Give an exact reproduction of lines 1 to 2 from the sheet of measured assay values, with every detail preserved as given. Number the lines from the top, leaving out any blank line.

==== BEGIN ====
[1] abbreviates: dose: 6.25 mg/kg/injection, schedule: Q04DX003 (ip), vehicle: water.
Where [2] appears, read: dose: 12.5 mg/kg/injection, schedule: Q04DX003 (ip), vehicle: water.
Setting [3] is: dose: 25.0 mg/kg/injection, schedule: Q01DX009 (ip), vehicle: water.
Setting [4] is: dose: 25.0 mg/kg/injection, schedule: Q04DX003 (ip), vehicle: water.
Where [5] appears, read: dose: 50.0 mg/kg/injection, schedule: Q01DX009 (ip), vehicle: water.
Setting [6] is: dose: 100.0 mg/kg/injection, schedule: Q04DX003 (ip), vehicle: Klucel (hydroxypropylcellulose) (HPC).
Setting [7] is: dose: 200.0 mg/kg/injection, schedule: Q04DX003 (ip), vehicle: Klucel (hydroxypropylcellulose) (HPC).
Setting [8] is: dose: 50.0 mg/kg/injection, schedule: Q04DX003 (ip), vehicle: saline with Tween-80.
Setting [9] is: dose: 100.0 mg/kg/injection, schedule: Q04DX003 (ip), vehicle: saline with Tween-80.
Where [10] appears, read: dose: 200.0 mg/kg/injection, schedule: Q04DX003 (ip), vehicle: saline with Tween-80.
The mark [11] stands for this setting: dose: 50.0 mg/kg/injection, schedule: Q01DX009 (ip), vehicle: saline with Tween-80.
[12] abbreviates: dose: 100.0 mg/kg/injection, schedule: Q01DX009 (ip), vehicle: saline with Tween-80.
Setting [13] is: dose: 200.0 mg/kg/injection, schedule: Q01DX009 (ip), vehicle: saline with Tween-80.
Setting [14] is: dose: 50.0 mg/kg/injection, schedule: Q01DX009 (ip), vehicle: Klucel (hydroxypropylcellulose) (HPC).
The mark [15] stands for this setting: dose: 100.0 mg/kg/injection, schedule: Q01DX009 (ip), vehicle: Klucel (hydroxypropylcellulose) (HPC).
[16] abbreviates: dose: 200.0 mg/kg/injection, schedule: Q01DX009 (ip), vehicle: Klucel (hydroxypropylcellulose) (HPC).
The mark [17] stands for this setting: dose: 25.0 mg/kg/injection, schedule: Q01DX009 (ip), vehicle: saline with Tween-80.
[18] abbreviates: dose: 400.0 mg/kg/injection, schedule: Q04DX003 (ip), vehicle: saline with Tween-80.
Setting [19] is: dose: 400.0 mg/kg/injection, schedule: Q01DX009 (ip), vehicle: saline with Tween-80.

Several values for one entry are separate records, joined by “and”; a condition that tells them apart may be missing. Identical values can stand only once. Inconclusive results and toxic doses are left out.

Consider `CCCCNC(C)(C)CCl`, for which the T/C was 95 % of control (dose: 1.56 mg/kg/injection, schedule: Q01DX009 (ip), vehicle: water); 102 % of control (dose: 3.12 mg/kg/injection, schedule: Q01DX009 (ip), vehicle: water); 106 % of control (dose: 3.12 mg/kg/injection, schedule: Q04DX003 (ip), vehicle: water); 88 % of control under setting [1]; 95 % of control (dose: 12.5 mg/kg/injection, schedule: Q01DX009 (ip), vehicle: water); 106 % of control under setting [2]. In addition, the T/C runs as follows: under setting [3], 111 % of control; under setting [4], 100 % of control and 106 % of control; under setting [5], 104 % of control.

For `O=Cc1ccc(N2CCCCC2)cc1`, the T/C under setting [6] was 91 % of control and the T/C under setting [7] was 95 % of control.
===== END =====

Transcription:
[1] abbreviates: dose: 6.25 mg/kg/injection, schedule: Q04DX003 (ip), vehicle: water.
Where [2] appears, read: dose: 12.5 mg/kg/injection, schedule: Q04DX003 (ip), vehicle: water.